SERC sees ringgit at 3.8 by end-2018 as Malaysia readies for OPR hike

This article first appeared in The Edge Financial Daily, on January 18, 2018.
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KUALA LUMPUR: The ringgit is projected to trade between 3.8000 and 3.9000 against the US dollar by end-2018, amid stronger crude oil prices and as Malaysia raises its key interest rate, according to Socio-Economic Research Centre (SERC) executive director Lee Heng Guie.

In fact, Lee expects the central bank to raise rates as early as next week, when the monetary policy committee meets for the first time this year. “Looking at the current economic environment, it is ready for a monetary policy review. Although the economic growth is expected to moderate, it is mainly due to the high-base effect and at about 5%, it is still a credible growth. At this level, the market is able to absorb a small rate hike of 25 basis points (bps),” Lee said during a media briefing on SERC’s quarterly economic tracker and outlook for 2018.

While Lee expects one rate hike of 25bps for 2018, he said the market needs to brace for the possibility for further hikes if the country continues to see steady economic growth, demand-induced price pressure and a narrowing yield gap in 2018.

According to Lee, a synchronised tightening in the global monetary policy in 2018 or a faster- than-expected rate hike in the US are factors the central bank will have to consider.

While he noted that the US Federal Reserve had started on a gradual rate hike and to shrink its balance sheet last year, the European Central Bank and Bank of Japan had continued on its monetary stimulus. But a convergence in tightening monetary stance is possible this year, he said. Other external factors to watch out for are geopolitical tensions in the Middle East and between the US and North Korea. On the local currency, he said “the impending 14th general election could provide the ringgit with headwinds in the first half of the year”, while “good economic and financial fundamentals remain supportive of the ringgit, which is fundamentally undervalued”.

Lee said the stronger ringgit seen in 2017 is an indication that the local currency has bottomed, amid support from stronger crude oil prices. He expects the Brent crude oil price to average about US$60 (RM237) to US$65 per barrel this year. At the time of writing, Brent was trading at US$69.12 per barrel.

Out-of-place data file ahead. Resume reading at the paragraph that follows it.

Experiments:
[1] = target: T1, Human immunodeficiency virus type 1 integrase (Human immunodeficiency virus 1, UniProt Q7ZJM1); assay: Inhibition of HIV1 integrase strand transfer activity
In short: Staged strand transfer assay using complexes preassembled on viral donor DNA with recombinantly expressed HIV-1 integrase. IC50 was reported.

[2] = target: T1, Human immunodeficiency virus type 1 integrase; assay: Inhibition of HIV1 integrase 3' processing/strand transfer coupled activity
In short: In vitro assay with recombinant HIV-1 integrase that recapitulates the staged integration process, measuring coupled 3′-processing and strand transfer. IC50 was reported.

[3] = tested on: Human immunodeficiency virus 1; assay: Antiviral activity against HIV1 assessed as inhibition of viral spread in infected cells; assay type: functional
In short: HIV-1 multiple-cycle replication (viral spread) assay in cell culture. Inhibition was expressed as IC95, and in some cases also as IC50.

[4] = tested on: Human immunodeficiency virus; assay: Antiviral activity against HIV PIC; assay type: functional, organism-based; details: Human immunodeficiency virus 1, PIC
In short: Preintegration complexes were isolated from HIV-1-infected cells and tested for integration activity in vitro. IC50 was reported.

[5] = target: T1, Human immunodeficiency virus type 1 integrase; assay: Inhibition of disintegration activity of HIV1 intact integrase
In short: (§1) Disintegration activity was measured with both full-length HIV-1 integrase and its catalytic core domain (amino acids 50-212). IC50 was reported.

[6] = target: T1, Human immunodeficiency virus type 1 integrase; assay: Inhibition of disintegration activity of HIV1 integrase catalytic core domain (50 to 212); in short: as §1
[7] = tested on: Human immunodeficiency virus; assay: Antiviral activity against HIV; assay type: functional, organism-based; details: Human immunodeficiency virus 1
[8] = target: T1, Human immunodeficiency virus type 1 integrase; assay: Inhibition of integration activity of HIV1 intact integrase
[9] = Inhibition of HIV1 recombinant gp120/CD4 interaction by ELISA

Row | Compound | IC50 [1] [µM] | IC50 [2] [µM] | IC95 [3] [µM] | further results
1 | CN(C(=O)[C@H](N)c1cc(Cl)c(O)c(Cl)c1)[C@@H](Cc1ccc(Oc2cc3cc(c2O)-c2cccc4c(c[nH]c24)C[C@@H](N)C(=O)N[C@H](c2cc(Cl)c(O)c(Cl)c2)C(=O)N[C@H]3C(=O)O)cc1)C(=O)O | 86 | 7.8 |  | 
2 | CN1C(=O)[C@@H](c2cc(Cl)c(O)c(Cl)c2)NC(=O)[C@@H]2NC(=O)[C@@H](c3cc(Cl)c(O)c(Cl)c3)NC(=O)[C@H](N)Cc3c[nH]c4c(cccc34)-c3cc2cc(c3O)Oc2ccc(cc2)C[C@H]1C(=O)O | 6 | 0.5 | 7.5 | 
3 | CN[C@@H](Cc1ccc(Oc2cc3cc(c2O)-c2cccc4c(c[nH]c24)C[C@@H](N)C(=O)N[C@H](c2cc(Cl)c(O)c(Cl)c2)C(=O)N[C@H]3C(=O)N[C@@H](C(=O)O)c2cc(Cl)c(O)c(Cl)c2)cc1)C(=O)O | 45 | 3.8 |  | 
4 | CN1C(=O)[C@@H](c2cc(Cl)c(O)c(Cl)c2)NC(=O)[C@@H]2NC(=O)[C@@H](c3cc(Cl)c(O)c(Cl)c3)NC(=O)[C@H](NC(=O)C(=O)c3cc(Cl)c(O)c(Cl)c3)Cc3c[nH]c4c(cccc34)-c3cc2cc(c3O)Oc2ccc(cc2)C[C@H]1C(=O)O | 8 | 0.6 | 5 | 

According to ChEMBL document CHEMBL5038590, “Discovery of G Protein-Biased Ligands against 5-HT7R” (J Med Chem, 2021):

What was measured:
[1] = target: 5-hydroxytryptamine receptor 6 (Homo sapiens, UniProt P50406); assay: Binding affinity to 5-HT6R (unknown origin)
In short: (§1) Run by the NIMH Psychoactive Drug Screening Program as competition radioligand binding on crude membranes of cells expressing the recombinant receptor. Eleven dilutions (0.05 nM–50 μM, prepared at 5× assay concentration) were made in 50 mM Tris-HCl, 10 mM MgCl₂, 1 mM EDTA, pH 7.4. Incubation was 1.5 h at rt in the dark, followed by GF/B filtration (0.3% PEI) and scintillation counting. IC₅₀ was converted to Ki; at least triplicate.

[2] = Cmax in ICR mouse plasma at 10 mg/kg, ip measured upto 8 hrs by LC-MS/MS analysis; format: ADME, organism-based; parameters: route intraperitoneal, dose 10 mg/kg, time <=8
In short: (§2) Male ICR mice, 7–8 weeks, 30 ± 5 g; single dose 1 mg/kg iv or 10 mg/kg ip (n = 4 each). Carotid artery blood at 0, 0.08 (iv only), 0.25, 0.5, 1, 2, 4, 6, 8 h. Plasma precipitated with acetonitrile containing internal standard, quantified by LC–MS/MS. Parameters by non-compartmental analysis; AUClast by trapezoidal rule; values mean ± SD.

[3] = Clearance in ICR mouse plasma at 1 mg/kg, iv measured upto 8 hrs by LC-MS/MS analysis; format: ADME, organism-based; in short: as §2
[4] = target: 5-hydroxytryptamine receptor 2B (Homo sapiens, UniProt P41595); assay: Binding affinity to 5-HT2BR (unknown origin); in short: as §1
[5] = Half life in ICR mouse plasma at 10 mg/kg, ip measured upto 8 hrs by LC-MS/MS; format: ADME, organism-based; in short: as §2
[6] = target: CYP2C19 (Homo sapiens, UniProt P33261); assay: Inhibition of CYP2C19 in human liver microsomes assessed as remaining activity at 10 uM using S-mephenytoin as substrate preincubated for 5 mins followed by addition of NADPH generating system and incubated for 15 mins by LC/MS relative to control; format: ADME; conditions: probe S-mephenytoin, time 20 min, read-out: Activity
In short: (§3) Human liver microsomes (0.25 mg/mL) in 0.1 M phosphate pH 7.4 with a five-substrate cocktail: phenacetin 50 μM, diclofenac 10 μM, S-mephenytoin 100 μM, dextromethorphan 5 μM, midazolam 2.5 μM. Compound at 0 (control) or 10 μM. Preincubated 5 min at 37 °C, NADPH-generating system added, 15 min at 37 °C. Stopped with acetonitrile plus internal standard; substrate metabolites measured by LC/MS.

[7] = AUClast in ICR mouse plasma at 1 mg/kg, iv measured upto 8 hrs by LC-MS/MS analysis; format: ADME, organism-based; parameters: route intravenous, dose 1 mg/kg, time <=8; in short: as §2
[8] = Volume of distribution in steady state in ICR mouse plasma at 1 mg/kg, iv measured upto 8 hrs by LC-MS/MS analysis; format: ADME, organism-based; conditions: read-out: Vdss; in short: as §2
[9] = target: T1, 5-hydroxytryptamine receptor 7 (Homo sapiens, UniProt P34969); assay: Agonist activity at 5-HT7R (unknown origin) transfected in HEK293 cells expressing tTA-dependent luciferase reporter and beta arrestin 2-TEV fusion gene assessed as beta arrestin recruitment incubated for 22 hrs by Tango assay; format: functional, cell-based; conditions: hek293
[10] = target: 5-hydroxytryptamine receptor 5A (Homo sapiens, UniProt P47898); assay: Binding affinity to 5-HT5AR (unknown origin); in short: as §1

On inflation, SERC is projecting it will moderate to 3.5% in 2018 compared with the 3.9% estimated for 2017, partly aided by a high base effect, and as gross domestic product (GDP) growth is seen moderating to 5.1% in 2018, from an expected 5.8% to 6% in 2017.

“While we expect growth to moderate in 2018, we see an upside risk to our projection. Certain sectors such as [the] semiconductor and electronics [sectors] are still very good. The oil price has also strengthened. If it remains at this level, it will be good for Malaysia,” said Lee. He anticipates all economic sectors to grow this year, albeit at a slower pace. The services, manufacturing and construction sectors will continue to lead.

Drivers of services are steady domestic spending, higher tourists’ arrivals, logistic services and financial services. As for the manufacturing sector, growth will be underpinned by export-oriented industries, specifically demand for electronics and electrical products, refined petroleum and building materials, food products and transport equipment.

GDP growth could trend higher if exports strengthen further this year despite the high base set in 2017, where export growth is expected to hit 19.8%, said Lee.

Meanwhile, the construction sector’s growth this year will be sustained by mega infrastructure projects like the East Coast Rail Link, the mass rapid transit and the electrified double-track Gemas-Johor Baru railway line.